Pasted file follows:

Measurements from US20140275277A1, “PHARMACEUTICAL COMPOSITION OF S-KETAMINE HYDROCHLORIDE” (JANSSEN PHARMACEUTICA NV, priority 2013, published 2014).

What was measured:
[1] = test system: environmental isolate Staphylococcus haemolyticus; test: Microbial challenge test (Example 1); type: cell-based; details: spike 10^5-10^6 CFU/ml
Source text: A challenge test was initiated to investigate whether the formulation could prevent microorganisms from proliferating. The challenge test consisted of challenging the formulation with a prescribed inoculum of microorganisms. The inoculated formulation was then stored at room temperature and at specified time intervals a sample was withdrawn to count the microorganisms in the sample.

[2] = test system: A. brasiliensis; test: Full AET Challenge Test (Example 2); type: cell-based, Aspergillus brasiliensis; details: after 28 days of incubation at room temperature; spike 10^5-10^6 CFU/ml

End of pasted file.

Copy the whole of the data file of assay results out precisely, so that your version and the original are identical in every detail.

Measurements from US20140275277A1, “PHARMACEUTICAL COMPOSITION OF S-KETAMINE HYDROCHLORIDE” (JANSSEN PHARMACEUTICA NV, priority 2013, published 2014).

What was measured:
[1] = test system: environmental isolate Staphylococcus haemolyticus; test: Microbial challenge test (Example 1); type: cell-based; details: spike 10^5-10^6 CFU/ml
Source text: A challenge test was initiated to investigate whether the formulation could prevent microorganisms from proliferating. The challenge test consisted of challenging the formulation with a prescribed inoculum of microorganisms. The inoculated formulation was then stored at room temperature and at specified time intervals a sample was withdrawn to count the microorganisms in the sample.

[2] = test system: A. brasiliensis; test: Full AET Challenge Test (Example 2); type: cell-based, Aspergillus brasiliensis; details: after 28 days of incubation at room temperature; spike 10^5-10^6 CFU/ml